Unless your facility is a USDA shop, then it most likely falls under FSMA regulations, which for the vast majority of processors is the law of the land. If you haven’t yet been visited by FDA for an audit, it is past time to get ready for that inevitable moment. I asked Ib Elandaloussi (CAL), Food and Consumer Products Group with Burns and McDonnell to talk briefly about designing facility solutions to meet FSMA rules.
Elandaloussi specializes in food safety at Burns & McDonnell, including developing and implementing complete food safety systems for food manufacturers. His experience includes not only determining areas of non-conformance, but also prioritizing and designing cost-effective solutions for clients to become FSMA compliant.
“Food safety and security are among the highest priority considerations throughout the industry so it is common to have professionals experienced in safety and security be involved early in the design phase for retrofits and greenfield projects,” says Elandaloussi. “It is the best way to see that good safety principles are designed into the infrastructure.”
FE: How should a facility be designed to support GMPs?
Elandaloussi: It is imperative that a facility be designed to meet Good Manufacturing Processes (GMPs). This will entail controlling movements of personnel and materials to minimize cost escalation and will also address air flows and HVAC systems to minimize the risk of cross contamination. A good design will specify the right air filters for a particular application. Humidity controls will be addressed as well—a very important consideration, particularly in the Midwest and most of the South. Facility operators must be aware that some humidity can be introduced through wash-down processes so humidity controls will be needed in cold areas. Also important: Equipment design and equipment specs must be properly reviewed to make sure all equipment can be thoroughly cleaned and will not harbor points for microorganisms to grow.
Allergens are another important consideration, and facilities must be designed to segregate allergen and non-allergen materials. You will want physical segregation of the areas where materials that contain known allergens will be stored.
FE: I’ve been in older plants where it seems physical security could use some improvement. What can plants do to beef up this area?
Elandaloussi: Physical security cannot be overlooked. Processors should be aware that many recent instances of food recalls can be traced to incidents involving disgruntled employees working on-site. Employees who are dismissed for any reason must not have access to the site after termination. Employees are often the first line of defense and should be trained to be on the lookout for someone trying to get back into the plant, and that this is usually not a random occurrence. Security isn’t just about keeping strangers out. Plans and processes need to account for the potential of incidents involving a previous employee because this has proven to be a high-risk area.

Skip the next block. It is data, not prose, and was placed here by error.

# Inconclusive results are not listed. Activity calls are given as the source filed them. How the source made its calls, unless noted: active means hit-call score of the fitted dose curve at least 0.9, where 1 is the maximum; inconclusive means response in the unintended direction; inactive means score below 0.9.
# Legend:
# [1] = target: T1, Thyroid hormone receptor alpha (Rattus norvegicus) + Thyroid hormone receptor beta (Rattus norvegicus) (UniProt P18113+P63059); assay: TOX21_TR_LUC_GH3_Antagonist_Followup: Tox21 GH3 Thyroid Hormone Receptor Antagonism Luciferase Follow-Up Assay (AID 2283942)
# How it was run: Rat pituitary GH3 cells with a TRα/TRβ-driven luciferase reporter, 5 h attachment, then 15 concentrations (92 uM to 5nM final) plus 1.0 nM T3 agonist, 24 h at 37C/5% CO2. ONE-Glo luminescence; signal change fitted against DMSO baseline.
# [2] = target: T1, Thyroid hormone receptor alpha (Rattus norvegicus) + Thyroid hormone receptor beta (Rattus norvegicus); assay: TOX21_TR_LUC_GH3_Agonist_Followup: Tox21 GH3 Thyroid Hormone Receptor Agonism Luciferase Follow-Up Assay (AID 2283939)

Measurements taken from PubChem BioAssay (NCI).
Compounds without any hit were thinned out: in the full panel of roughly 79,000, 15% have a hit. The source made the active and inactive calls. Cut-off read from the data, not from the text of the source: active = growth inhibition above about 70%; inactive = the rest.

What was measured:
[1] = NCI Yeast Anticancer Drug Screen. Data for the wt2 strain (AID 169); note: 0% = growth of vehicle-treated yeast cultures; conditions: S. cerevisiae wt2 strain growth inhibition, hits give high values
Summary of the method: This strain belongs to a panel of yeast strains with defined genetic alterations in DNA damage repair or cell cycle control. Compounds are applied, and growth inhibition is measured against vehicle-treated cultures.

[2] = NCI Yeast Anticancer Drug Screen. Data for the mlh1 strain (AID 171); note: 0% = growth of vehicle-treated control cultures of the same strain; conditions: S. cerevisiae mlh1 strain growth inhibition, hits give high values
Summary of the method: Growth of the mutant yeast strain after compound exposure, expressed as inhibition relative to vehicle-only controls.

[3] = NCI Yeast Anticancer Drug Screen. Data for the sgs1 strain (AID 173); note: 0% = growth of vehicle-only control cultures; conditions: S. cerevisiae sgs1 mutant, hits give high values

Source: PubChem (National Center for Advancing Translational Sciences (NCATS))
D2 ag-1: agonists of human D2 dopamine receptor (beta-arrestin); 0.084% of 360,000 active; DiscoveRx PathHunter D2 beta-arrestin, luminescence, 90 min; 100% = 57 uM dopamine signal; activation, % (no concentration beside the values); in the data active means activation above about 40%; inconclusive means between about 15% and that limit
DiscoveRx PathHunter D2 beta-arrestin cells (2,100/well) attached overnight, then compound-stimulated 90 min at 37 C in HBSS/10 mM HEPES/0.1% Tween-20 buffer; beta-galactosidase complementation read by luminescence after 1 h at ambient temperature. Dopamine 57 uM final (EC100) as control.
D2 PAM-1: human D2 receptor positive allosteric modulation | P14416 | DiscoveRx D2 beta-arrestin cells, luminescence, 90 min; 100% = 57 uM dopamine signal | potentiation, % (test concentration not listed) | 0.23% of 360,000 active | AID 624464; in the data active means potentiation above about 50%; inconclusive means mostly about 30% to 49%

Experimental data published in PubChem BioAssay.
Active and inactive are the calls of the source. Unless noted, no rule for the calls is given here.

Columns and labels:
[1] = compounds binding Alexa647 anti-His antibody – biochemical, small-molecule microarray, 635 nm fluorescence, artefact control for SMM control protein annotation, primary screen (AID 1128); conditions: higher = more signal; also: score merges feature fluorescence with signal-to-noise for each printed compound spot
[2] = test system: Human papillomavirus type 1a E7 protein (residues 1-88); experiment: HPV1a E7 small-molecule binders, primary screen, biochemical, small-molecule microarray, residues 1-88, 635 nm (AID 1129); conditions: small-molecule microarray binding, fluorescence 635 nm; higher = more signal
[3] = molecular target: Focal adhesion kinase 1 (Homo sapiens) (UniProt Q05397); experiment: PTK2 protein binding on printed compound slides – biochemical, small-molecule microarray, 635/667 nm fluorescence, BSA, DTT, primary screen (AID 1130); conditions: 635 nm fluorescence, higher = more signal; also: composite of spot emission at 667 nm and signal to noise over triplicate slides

The Food and Drug Administration has put together requirements as part of the Food Defense Plan, which is free to access and very holistic for identifying risks and potential consequences. This includes different areas of defense, including having the right security systems at the plant. This includes a badging system for employees who need access, proper fencing and the setting up of guard shacks. Even with people coming to the plant for legitimate reasons, it is important to protect against the possibility they could be potentially bringing pathogens with them. A detailed training program for visitors will outline the steps to prevent these occurrences.
Visitors and employees must abide by all GMP rules and have proper knowledge of personal hygiene procedures. Security cameras should be operating at all entrances, and doors at all outside entrances should automatically close. Employee breakrooms should be located outside of production areas to provide tighter controls.
The overall site must have fencing for proper security controls. Employees must be properly trained to be aware of potential threats when visitors gain access without being properly identified at the security gates, and a visitor alert system must be easily accessible when an employee identifies someone inside the building and needs to notify the floor supervisor. Finally, do not underestimate the importance of regular training. It is natural for people to become complacent, so continual reminders of processes and procedures are a must.
For more information on food safety and defense:
“10 Steps to Developing a Dedicated Food Safety Plan,” Ib Elandaloussi, PCQI, Burns & Mc Donnell, PDF.
“White Paper: Protecting Food Quality Through Physical Security,” Kevin Whaley, Burns & Mc Donnell, PDF.
Burns & McDonnell: www.burnsmcd.com